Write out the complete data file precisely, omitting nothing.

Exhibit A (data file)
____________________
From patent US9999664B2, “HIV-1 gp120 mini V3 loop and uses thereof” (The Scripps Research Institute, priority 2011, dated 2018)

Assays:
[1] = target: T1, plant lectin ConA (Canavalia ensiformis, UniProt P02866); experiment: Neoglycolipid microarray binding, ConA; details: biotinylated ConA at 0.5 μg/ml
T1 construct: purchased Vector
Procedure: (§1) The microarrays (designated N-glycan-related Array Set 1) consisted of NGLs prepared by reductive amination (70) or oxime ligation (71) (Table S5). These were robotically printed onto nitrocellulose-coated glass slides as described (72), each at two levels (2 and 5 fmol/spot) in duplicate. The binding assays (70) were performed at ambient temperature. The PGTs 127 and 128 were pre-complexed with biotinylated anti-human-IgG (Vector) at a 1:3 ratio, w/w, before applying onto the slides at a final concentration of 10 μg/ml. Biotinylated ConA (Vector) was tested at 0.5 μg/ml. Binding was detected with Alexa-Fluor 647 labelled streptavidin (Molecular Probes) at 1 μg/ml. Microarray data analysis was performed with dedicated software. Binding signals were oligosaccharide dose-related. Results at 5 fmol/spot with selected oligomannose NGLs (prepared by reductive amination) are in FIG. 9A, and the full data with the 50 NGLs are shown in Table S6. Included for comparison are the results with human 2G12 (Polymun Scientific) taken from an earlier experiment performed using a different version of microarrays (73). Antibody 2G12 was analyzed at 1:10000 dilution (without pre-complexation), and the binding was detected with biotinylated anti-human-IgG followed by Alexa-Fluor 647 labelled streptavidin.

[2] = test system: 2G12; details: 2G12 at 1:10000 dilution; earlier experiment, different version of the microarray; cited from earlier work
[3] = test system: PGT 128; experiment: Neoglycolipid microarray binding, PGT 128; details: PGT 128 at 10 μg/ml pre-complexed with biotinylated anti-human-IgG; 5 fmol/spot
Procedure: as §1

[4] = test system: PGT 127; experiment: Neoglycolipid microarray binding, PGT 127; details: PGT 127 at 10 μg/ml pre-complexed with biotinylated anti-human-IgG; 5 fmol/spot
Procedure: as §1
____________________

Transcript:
From patent US9999664B2, “HIV-1 gp120 mini V3 loop and uses thereof” (The Scripps Research Institute, priority 2011, dated 2018)

Assays:
[1] = target: T1, plant lectin ConA (Canavalia ensiformis, UniProt P02866); experiment: Neoglycolipid microarray binding, ConA; details: biotinylated ConA at 0.5 μg/ml
T1 construct: purchased Vector
Procedure: (§1) The microarrays (designated N-glycan-related Array Set 1) consisted of NGLs prepared by reductive amination (70) or oxime ligation (71) (Table S5). These were robotically printed onto nitrocellulose-coated glass slides as described (72), each at two levels (2 and 5 fmol/spot) in duplicate. The binding assays (70) were performed at ambient temperature. The PGTs 127 and 128 were pre-complexed with biotinylated anti-human-IgG (Vector) at a 1:3 ratio, w/w, before applying onto the slides at a final concentration of 10 μg/ml. Biotinylated ConA (Vector) was tested at 0.5 μg/ml. Binding was detected with Alexa-Fluor 647 labelled streptavidin (Molecular Probes) at 1 μg/ml. Microarray data analysis was performed with dedicated software. Binding signals were oligosaccharide dose-related. Results at 5 fmol/spot with selected oligomannose NGLs (prepared by reductive amination) are in FIG. 9A, and the full data with the 50 NGLs are shown in Table S6. Included for comparison are the results with human 2G12 (Polymun Scientific) taken from an earlier experiment performed using a different version of microarrays (73). Antibody 2G12 was analyzed at 1:10000 dilution (without pre-complexation), and the binding was detected with biotinylated anti-human-IgG followed by Alexa-Fluor 647 labelled streptavidin.

[2] = test system: 2G12; details: 2G12 at 1:10000 dilution; earlier experiment, different version of the microarray; cited from earlier work
[3] = test system: PGT 128; experiment: Neoglycolipid microarray binding, PGT 128; details: PGT 128 at 10 μg/ml pre-complexed with biotinylated anti-human-IgG; 5 fmol/spot
Procedure: as §1

[4] = test system: PGT 127; experiment: Neoglycolipid microarray binding, PGT 127; details: PGT 127 at 10 μg/ml pre-complexed with biotinylated anti-human-IgG; 5 fmol/spot
Procedure: as §1